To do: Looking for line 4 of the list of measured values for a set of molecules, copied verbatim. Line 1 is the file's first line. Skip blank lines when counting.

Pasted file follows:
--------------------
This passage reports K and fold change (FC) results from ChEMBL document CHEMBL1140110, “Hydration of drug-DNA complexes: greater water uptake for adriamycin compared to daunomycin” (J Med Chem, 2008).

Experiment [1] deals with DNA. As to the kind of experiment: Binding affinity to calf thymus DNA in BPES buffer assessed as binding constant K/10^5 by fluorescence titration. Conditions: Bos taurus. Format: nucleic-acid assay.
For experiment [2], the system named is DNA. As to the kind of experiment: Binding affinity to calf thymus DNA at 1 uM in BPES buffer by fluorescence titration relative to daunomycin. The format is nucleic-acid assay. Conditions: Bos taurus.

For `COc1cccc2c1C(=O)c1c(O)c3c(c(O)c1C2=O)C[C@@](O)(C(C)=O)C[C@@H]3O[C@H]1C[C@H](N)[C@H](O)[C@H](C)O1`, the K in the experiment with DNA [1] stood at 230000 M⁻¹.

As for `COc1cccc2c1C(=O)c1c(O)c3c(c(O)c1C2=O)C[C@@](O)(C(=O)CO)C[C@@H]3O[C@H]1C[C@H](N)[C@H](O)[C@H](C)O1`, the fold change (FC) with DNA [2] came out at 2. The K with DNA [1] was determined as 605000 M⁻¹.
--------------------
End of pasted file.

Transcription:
For `COc1cccc2c1C(=O)c1c(O)c3c(c(O)c1C2=O)C[C@@](O)(C(C)=O)C[C@@H]3O[C@H]1C[C@H](N)[C@H](O)[C@H](C)O1`, the K in the experiment with DNA [1] stood at 230000 M⁻¹.